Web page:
Lucinda Riley was born in Northern Ireland. After an early career as an actress in film, theatre and television, wrote her first book aged twenty-four. Her books are translated into thirty-seven languages and sold thirty million copies worldwide. She is a No.1 Sunday Times and New York Times bestseller.

Lucinda’s The Seven Sisters series, which tells the story of adopted sisters. It is inspired by the mythology of the famous star cluster, has become a global phenomenon. The series is a No.1 bestseller across the world with total sales of over fifteen million copies.

Lucinda and her family divided their time between the UK and a farmhouse in West Cork, Ireland, where she wrote her books.

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Book Review · Books

The Love Letter by Lucinda Riley [BOOK REVIEW]

The Love Letter by Lucinda Riley [BOOK REVIEW]


The Love Letter was my first book by Lucinda Riley, and I can’t believe I haven’t read a book by this author before. This is a magnificent book, full of secrets, forbidden romances and unsolved mysteries of the past.


Set in London in 1995, this book starts off when Sir James Harrison passes away. He was one of the greatest actors of his generation. During his funeral, a lot of people gather, considering how impactful he was. Among them, one old woman, that sits alone in the crowd…

Joanna Haslam is a young journalist, and she is assigned to cover the actor’s funeral. Many famous celebrities will be there, and she can’t miss this moment. But something else captures her attention. An old woman, that shares a secret letter Harrison left behind, which needs to keep a secret forever.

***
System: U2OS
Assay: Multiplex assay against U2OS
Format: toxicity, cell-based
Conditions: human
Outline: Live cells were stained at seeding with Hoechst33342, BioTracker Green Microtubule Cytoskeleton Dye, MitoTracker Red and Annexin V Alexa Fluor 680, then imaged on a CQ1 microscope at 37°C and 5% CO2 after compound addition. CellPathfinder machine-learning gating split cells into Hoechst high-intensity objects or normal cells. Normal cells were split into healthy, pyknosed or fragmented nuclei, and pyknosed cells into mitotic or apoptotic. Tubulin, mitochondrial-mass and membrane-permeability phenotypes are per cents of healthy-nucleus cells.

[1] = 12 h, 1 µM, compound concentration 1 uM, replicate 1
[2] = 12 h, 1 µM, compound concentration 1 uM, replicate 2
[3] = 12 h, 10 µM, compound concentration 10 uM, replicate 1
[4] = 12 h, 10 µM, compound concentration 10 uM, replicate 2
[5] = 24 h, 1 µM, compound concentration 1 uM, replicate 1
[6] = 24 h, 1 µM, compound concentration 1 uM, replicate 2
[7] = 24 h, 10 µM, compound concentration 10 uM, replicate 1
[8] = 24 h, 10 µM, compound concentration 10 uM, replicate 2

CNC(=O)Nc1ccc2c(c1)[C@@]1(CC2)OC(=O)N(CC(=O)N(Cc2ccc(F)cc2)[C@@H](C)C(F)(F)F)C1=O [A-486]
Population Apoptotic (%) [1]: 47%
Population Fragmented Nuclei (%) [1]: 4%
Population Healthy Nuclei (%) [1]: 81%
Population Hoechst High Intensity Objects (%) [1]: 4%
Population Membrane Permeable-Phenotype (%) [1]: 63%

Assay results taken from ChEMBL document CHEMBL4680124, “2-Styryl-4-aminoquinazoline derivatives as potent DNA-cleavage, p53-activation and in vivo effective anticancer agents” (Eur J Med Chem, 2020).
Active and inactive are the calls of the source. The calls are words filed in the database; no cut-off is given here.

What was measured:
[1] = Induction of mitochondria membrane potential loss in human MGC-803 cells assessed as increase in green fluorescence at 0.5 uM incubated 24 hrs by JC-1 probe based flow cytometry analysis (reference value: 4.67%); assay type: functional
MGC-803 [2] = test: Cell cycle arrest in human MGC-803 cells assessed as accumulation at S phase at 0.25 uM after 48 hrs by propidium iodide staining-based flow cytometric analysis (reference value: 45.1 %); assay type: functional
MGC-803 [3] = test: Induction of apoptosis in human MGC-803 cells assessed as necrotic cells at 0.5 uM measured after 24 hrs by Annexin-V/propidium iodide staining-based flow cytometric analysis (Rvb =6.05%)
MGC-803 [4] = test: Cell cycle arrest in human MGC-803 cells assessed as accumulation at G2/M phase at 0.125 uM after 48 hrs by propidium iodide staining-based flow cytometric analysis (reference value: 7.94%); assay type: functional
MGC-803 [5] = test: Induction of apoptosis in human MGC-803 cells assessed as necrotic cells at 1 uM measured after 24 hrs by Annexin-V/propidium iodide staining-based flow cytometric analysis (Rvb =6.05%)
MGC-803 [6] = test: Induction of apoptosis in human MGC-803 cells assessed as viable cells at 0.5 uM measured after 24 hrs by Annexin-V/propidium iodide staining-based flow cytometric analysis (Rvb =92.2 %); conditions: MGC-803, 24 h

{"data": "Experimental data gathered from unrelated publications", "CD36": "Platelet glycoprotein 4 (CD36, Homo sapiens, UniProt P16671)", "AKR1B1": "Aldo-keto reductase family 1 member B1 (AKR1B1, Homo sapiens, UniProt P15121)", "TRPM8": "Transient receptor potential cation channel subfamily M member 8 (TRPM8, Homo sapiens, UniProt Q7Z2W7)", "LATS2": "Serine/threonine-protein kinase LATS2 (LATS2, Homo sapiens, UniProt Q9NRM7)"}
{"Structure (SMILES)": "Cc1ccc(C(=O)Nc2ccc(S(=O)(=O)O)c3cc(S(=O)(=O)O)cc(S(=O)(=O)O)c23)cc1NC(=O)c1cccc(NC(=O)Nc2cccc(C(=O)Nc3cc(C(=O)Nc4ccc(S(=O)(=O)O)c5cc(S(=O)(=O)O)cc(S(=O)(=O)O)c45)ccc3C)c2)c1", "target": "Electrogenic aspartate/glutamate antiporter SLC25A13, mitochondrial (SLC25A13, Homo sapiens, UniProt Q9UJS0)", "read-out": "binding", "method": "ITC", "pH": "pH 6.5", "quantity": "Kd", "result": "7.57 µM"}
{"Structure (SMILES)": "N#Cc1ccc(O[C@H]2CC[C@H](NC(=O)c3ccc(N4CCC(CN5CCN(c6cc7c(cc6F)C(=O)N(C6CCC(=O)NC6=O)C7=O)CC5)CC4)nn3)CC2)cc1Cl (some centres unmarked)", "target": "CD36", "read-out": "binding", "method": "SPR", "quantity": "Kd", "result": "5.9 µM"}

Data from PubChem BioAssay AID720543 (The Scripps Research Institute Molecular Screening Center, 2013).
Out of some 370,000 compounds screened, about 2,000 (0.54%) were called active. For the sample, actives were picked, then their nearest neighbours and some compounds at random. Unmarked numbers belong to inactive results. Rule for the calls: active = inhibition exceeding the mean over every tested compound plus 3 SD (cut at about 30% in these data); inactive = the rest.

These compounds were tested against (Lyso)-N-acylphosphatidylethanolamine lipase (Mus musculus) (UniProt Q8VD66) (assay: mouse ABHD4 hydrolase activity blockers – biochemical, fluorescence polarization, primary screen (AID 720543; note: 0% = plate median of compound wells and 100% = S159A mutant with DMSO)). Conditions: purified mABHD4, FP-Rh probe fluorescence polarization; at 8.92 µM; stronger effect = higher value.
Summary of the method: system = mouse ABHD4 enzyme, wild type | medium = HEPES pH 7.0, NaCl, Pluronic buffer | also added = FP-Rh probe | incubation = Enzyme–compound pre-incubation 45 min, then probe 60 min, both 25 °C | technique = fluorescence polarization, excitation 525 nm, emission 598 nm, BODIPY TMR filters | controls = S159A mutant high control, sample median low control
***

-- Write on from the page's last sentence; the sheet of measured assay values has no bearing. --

The closer she gets to tracking down the source, the more she realises how dangerous this secret is. Many people are interested to keep this letter a secret, and they’ll stop at nothing.

My Thoughts:

The Love Letter is a book my mum chose for me, when “Mama Pick” came up on my TBR game. It’s a book she really enjoyed and I am so glad I was able to share this with her. I am very excited to see what she’ll pick next when the next prompt comes up for her.

I find it very intriguing that there seems to be a certain mysteriousness of the censure this book received. It was mentioned in the acknowledgments that some obstacles occured with the ability to get it published, due to the fact that there is a royal family involved, even though a fictional one.

The Love Letter is mysterious from the very beginning, when Joanna meets the old lady. Little does she know that she will be involved with keeping a very dangerous secret that happened many moons ago. Things start to get very interesting when the reporter gets close to the actor’s family. Each of these individuals keeps their own little secrets too, and everyone keeps playing games to their own liking.

The storytelling, the characters and the many plot twists were incredible.

I was turning the pages so fast, desperate to see what happens next. Desperate for more. I was eager to discover all their secrets and found myself hoping for their wellbeing. The plot twists would happen in places I would least expect and I loved the ending.

The Love Letter takes you to a very different set of culture, and reading this in 2020, I could easily notice it is set in 1995. There are many small things in the book that happen, which reminded me that time has passed since, and I really enjoyed that. It has been a while since I have read something over two decades ago.

A wonderful fiction, full with secrets, drama, suspense and a bit of romance. I loved every single moment of it. Lucinda Riley is definitely an author I will read more books from in the future.

Purchase Links:
Amazon UK | Amazon US